WATSONVILLE — Every day at New School Community Day School, students can leave behind their worries and stress, if only for an hour.
That happens during yoga, a class that includes a meditation component.
For the class, intervention teacher Emily Halbig pushes the furniture aside in the school’s multi-purpose room, plays soft music and turns out the lights.
Students then spread out yoga mats and go through a series of poses.
The class started as an alternative to higher-impact PE offerings such as basketball, but it has since evolved, Halbig said.
“It gives them something even more important,” she said. “It helps them lose stress, and that’s a skill they can use throughout their lives.”
Halbig’s students join a growing number of schools nationwide that are adopting yoga and meditation into their daily routines, which experts say has multiple benefits.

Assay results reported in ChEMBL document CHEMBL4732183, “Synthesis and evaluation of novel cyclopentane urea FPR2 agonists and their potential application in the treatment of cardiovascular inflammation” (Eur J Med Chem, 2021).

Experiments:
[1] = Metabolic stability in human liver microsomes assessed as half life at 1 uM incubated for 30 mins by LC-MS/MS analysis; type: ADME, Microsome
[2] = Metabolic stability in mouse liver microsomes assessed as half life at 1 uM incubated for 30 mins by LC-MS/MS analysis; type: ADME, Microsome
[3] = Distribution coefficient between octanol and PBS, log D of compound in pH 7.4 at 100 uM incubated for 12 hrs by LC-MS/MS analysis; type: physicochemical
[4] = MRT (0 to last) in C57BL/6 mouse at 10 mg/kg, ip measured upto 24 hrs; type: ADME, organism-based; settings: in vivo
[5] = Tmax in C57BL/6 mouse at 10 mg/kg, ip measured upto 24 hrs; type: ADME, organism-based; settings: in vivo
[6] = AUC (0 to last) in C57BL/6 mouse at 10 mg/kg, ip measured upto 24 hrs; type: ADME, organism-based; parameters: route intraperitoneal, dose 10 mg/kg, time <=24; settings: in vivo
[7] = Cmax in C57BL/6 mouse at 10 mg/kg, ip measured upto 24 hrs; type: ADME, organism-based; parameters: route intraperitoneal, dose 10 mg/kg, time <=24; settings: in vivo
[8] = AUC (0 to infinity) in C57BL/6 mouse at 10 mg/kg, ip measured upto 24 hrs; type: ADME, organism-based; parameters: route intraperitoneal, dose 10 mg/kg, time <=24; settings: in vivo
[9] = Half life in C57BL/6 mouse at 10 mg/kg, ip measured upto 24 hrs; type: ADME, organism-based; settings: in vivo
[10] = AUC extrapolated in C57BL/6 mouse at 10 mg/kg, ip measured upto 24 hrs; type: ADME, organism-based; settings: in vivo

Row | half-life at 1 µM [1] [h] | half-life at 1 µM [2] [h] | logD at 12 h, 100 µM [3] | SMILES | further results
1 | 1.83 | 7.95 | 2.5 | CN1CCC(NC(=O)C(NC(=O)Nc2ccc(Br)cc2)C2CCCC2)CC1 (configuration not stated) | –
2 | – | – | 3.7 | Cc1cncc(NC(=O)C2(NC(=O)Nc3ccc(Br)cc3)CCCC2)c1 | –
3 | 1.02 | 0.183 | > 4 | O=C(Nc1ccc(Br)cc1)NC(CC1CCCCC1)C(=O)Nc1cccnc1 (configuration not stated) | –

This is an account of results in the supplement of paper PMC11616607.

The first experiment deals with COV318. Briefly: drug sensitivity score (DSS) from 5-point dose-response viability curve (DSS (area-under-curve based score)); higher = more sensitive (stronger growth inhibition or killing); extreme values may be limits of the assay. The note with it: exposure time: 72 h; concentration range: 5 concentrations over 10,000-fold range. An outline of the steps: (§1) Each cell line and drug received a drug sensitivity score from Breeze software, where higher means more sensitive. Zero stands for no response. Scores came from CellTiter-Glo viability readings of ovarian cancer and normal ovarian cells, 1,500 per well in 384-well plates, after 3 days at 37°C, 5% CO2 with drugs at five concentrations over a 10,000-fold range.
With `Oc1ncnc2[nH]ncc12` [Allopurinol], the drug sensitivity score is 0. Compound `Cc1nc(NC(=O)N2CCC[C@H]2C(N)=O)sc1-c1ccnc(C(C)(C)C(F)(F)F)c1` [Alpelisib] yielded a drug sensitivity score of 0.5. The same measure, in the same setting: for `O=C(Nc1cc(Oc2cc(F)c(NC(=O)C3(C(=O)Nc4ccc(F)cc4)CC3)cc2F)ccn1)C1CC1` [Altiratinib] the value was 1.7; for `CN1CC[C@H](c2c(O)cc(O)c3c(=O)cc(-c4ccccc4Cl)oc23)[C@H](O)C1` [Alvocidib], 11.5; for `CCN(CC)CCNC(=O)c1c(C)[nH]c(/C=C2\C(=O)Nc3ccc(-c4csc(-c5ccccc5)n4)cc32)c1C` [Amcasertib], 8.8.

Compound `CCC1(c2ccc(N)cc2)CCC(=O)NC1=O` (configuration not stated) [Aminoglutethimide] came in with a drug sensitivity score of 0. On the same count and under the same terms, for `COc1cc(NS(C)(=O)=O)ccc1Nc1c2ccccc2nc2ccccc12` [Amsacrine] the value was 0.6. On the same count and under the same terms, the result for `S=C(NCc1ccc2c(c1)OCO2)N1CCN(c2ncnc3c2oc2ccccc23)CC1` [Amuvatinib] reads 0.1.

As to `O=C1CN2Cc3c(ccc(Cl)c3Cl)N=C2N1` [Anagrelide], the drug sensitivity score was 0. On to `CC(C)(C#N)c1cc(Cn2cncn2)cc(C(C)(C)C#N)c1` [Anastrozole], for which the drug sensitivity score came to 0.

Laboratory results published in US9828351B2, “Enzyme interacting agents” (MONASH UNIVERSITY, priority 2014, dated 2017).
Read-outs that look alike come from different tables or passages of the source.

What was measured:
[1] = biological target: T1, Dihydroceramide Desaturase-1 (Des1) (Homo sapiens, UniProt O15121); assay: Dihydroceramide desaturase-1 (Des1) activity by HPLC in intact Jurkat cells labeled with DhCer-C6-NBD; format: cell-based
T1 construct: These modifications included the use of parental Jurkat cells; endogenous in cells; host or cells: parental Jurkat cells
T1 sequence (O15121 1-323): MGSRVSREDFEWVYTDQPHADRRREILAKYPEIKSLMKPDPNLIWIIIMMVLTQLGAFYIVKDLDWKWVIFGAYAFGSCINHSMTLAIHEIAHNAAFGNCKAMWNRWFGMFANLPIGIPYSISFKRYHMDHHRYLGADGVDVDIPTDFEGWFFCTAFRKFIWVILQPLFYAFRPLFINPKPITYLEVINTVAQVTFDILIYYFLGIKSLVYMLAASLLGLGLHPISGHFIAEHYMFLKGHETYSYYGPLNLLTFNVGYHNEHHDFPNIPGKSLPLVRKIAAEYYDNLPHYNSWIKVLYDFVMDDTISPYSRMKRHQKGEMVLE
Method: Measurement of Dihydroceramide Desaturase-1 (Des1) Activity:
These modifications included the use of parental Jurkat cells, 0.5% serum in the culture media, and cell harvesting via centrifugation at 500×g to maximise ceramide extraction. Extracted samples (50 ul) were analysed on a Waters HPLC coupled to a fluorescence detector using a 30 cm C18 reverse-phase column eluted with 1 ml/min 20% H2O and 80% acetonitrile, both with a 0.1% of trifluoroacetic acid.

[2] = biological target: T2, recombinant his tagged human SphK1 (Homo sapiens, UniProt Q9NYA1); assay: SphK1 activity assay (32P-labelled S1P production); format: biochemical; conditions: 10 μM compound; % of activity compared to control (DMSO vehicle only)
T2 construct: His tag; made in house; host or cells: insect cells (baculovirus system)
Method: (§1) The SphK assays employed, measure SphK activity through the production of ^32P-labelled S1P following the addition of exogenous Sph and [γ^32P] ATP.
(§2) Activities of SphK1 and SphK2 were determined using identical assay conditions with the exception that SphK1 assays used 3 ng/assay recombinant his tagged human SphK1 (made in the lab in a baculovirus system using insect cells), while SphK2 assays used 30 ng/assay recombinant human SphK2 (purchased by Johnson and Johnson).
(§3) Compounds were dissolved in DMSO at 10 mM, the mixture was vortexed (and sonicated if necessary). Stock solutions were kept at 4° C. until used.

A 2016 study by the National Institutes of Health showed that 1.7 million students did some form of yoga in 2012, an increase of 429,000 from a half-decade before.
According to a 2016 study by Bethany Butzer of Harvard Medical School, adding yoga to the school curriculum can help students develop self-regulation, mind-body awareness and improve health.
According to Marilyn Wei of Harvard Medical School, yoga can also improve focus, memory, self-esteem, academic performance, and can reduce anxiety and stress in children.
Experts say this can lead to better behavior and reduce the need for punitive measures such as detention, suspension and expulsion.
Halbig said she models the class after yoga classes she takes at her gym.
Esmeralda Garcia, 18, described the class as “calming.”
“It helps me forget stuff,” she said. “If you have problems, for like a moment you can forget them.”
Diana Tellez, 15, said the class is her first experience with yoga.
“It’s really nice,” she said. “We get to put all the classes aside and just focus.”
New School principal Artemisa Cortez said the relaxation offered by the class can benefit students with anger management issues. It also offers physical conditioning for athletes, she said.
“It’s a good way to slow down the students and let them reflect,” she said. “We’re grateful that Ms. Halbig is doing it.”